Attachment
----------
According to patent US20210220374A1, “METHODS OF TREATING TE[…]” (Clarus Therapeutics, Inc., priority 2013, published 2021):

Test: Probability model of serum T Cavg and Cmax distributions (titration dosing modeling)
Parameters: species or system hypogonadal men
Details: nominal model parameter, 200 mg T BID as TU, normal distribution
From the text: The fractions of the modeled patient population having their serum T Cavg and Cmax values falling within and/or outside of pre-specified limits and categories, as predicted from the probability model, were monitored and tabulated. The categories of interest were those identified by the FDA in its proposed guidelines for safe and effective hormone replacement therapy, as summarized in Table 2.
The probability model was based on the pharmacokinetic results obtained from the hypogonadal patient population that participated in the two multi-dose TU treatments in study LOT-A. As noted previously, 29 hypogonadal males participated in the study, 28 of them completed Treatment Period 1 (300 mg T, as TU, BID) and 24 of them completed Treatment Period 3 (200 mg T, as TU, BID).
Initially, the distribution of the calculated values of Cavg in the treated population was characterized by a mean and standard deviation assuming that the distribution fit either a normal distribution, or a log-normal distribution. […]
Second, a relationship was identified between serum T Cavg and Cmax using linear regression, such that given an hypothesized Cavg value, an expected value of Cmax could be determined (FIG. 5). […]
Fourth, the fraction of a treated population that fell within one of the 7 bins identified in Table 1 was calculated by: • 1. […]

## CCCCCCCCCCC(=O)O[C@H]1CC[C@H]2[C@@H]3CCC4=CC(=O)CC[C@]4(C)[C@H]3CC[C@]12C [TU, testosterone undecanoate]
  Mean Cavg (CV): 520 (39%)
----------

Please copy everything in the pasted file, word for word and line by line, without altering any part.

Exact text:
According to patent US20210220374A1, “METHODS OF TREATING TE[…]” (Clarus Therapeutics, Inc., priority 2013, published 2021):

Test: Probability model of serum T Cavg and Cmax distributions (titration dosing modeling)
Parameters: species or system hypogonadal men
Details: nominal model parameter, 200 mg T BID as TU, normal distribution
From the text: The fractions of the modeled patient population having their serum T Cavg and Cmax values falling within and/or outside of pre-specified limits and categories, as predicted from the probability model, were monitored and tabulated. The categories of interest were those identified by the FDA in its proposed guidelines for safe and effective hormone replacement therapy, as summarized in Table 2.
The probability model was based on the pharmacokinetic results obtained from the hypogonadal patient population that participated in the two multi-dose TU treatments in study LOT-A. As noted previously, 29 hypogonadal males participated in the study, 28 of them completed Treatment Period 1 (300 mg T, as TU, BID) and 24 of them completed Treatment Period 3 (200 mg T, as TU, BID).
Initially, the distribution of the calculated values of Cavg in the treated population was characterized by a mean and standard deviation assuming that the distribution fit either a normal distribution, or a log-normal distribution. […]
Second, a relationship was identified between serum T Cavg and Cmax using linear regression, such that given an hypothesized Cavg value, an expected value of Cmax could be determined (FIG. 5). […]
Fourth, the fraction of a treated population that fell within one of the 7 bins identified in Table 1 was calculated by: • 1. […]

## CCCCCCCCCCC(=O)O[C@H]1CC[C@H]2[C@@H]3CCC4=CC(=O)CC[C@]4(C)[C@H]3CC[C@]12C [TU, testosterone undecanoate]
  Mean Cavg (CV): 520 (39%)